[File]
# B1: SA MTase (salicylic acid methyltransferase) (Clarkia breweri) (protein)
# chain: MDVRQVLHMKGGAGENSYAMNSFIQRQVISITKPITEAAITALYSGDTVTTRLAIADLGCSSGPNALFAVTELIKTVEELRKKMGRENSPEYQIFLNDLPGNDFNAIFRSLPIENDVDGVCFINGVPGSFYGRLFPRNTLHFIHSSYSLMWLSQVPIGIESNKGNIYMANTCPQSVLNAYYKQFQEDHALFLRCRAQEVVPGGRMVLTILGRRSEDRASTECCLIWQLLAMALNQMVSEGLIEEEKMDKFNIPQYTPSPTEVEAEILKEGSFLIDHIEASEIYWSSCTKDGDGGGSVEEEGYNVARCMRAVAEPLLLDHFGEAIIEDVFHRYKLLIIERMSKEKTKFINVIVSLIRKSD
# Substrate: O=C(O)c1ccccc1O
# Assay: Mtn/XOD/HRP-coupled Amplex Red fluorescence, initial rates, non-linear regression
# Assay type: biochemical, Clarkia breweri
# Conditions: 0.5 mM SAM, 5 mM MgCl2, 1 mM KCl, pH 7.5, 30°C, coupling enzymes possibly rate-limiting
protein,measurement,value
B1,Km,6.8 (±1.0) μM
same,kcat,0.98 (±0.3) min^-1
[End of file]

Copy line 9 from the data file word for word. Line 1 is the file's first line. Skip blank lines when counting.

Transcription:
same,kcat,0.98 (±0.3) min^-1